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We Asked Houseplant Experts About The Plants Even They Avoid

Emma Loewe
October 26, 2021
Emma Loewe
mbg Sustainability + Health Director
By Emma Loewe
mbg Sustainability + Health Director
Emma Loewe is the Senior Sustainability Editor at mindbodygreen and the author of "Return to Nature: The New Science of How Natural Landscapes Restore Us."
Image by Cinema Tigers / Stocksy
October 26, 2021
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The verdant indoor jungles of social media can appear to have every houseplant under the sun, but don't be fooled: There are certain plants that even the most experienced of green thumbs don't bring into their spaces.

When we asked a handful of plant pros about the finicky plants that don't love indoor conditions, these are the ones that topped the list. Houseplant parents might want to think twice before buying them or at least be prepared to give them some extra TLC.

Ferns (particularly Maidenhairs):

According to plant coach and urban farmer Nick Cutsumpas, fine-leaved ferns like the Maidenhair can be hard to keep happy. "Their leaves are so delicate that any dry conditions (be it too much direct sun, or a missed watering) can lead to intense leaf shedding," Cutsumpas tells mbg.

Alessia Resta of Apartment Botanist goes so far as to say that the Maidenhair fern is the one plant she'll never purchase again. "I really love other ferns like the Bird's nest and Boston fern," she adds, "but the Maidenhair is one I would say to avoid—especially if you're starting out and wanting to strengthen your 'plant confidence.'"

With that being said, if you are up to the challenge of caring for these delicate beauties, placing them in the right spot is key. "Make sure to keep the fern in indirect light and high humidity," says Cutsumpas. Since ferns are understory plants that love moisture, they typically do well in bathrooms that get natural light. In addition to consistent humidity, thirsty Maidenhairs also need a good soak every few days. Whenever the top of their soil feels slightly dry to the touch, it's time to water.

If your fern's foliage does eventually end up falling off or shriveling up into a crispy brown or yellow mess, don't be discouraged! It happens to nearly everybody, and yogi and plant lover Roos Kocken adds that not all hope is lost. Houseplants can be surprisingly resilient, so once you diagnose the problem—be it too little water or not enough humidity—she says you may be able to nurse your finicky fern back to life.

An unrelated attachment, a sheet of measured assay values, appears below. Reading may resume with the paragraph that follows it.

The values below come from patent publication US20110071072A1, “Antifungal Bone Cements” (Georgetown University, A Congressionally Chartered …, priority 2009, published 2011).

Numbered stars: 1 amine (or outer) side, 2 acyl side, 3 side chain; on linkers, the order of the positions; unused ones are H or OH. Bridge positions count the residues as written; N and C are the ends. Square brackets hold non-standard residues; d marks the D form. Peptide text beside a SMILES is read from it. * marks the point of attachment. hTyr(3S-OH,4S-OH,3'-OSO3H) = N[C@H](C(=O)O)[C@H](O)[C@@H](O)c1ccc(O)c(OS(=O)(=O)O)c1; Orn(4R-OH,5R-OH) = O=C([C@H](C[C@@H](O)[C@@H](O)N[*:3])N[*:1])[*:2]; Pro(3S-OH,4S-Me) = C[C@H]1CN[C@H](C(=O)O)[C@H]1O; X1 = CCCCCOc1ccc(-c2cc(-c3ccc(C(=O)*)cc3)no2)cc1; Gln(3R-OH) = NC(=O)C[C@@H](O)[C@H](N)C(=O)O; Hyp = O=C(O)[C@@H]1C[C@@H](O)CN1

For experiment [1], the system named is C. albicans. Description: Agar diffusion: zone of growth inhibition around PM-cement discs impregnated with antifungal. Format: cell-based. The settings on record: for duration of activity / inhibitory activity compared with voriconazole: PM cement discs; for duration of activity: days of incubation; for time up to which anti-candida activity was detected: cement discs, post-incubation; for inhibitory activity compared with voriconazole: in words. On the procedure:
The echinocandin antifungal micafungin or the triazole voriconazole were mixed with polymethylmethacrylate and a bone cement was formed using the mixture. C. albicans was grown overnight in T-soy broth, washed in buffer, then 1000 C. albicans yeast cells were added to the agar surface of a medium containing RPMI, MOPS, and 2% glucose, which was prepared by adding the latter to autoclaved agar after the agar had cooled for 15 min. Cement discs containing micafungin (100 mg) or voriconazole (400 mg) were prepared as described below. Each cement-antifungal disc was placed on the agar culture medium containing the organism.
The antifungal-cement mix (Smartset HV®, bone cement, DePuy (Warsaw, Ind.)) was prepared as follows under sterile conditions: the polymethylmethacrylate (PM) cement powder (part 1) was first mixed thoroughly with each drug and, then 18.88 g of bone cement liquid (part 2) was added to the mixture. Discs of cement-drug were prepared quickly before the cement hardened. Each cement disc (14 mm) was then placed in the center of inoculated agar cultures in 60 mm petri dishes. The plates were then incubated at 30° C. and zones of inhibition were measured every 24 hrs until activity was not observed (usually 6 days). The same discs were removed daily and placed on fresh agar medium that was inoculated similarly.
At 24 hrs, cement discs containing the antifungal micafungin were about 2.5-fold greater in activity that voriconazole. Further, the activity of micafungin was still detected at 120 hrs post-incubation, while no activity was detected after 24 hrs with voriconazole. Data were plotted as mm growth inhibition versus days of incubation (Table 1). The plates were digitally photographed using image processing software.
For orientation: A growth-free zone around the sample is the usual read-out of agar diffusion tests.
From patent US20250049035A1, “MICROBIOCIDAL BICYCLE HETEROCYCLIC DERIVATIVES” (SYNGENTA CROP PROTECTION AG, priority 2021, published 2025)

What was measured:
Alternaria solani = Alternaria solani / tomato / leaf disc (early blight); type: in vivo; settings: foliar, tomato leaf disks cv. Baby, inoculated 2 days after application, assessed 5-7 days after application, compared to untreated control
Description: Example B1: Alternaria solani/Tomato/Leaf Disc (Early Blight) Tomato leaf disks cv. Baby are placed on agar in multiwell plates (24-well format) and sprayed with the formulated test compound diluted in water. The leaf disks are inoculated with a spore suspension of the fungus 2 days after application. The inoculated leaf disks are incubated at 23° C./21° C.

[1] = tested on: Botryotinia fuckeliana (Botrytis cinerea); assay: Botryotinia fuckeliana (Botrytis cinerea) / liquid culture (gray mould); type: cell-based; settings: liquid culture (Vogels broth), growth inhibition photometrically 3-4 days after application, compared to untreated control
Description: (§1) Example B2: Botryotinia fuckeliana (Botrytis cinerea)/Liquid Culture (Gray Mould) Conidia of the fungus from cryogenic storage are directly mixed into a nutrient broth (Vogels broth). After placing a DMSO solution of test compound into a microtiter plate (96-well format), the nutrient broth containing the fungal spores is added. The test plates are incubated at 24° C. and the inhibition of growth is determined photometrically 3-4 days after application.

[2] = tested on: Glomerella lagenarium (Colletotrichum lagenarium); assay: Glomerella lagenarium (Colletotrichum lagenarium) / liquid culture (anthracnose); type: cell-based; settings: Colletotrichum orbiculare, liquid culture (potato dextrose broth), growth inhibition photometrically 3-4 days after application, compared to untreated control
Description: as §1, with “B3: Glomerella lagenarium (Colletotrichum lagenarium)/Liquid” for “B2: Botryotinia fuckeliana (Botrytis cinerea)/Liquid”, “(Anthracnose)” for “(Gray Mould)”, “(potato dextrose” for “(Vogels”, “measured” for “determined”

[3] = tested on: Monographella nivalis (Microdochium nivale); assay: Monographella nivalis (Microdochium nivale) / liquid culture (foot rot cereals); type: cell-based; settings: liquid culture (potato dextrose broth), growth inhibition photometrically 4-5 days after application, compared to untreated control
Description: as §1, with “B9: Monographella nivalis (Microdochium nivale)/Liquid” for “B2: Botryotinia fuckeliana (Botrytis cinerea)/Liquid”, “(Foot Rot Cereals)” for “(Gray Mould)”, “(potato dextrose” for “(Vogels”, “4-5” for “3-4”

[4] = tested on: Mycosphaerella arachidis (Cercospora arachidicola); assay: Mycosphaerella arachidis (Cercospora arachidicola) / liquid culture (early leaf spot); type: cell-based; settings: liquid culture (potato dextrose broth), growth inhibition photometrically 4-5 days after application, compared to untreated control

You'll find over 165 houseplants in Kocken's Dutch collection—but none of them are Calatheas. Known for striking patterned leaves, this dramatic plant family has become really popular among collectors. "But be warned," Kocken tells mbg, "they can suddenly crash and die for no clear reason, leaving plant parents to think they did something wrong or even that they are just bad with plants. It's not you, it's them!"

If you are going to buy a Calathea, she recommends doing so with the expectation that its beauty will be fleeting, like a bouquet of flowers. To give yours the best shot at lasting, read up on its specific care needs. Pro tip: Since many Calathea varieties can be super sensitive, Erin Marino, the editorial lead at NYC-based shop The Sill, suggests giving them distilled water instead of tap. This will reduce the likelihood of excess minerals building up in their soil.

The bottom line.

Some plants are easier to care for than others, with Maidenhair ferns and Calatheas being two notoriously fussy picks. Know what you're getting into the next time you purchase one of these demanding beauties, or just opt for a low-maintenance plant instead. (Snake plant, anyone?)

Emma Loewe author page.
Emma Loewe
mbg Sustainability + Health Director

Emma Loewe is the Sustainability and Health Director at mindbodygreen and the author of Return to Nature: The New Science of How Natural Landscapes Restore Us. She is also the co-author of The Spirit Almanac: A Modern Guide To Ancient Self Care, which she wrote alongside Lindsay Kellner.

Emma received her B.A. in Environmental Science & Policy with a specialty in environmental communications from Duke University. In addition to penning over 1,000 mbg articles on topics from the water crisis in California to the rise of urban beekeeping, her work has appeared on Grist, Bloomberg News, Bustle, and Forbes. She's spoken about the intersection of self-care and sustainability on podcasts and live events alongside environmental thought leaders like Marci Zaroff, Gay Browne, and Summer Rayne Oakes.